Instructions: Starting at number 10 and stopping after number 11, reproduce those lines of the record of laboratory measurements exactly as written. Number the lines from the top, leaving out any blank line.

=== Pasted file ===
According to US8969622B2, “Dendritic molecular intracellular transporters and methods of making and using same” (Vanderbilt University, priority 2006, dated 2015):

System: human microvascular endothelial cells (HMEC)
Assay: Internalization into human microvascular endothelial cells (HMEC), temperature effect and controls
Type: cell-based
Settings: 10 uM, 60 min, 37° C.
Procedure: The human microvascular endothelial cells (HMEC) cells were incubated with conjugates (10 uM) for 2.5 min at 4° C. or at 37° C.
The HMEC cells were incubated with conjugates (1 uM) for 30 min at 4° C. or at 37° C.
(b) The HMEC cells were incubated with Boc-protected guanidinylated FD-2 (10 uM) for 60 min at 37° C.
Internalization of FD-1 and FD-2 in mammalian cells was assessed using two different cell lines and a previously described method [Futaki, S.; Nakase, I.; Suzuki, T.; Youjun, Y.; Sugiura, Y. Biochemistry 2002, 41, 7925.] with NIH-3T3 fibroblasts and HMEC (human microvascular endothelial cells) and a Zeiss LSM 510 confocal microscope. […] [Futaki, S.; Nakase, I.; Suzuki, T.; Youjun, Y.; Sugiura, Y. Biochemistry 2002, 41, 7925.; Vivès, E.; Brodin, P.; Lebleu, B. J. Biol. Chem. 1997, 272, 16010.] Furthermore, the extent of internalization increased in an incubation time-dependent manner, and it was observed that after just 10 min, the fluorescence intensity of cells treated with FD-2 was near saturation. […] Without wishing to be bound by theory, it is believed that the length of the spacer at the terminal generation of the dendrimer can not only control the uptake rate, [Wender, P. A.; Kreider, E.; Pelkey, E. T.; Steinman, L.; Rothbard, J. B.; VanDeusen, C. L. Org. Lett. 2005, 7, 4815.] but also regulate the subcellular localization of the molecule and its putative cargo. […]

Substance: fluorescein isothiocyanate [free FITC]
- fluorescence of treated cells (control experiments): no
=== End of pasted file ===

Substance: fluorescein isothiocyanate [free FITC]
- fluorescence of treated cells (control experiments): no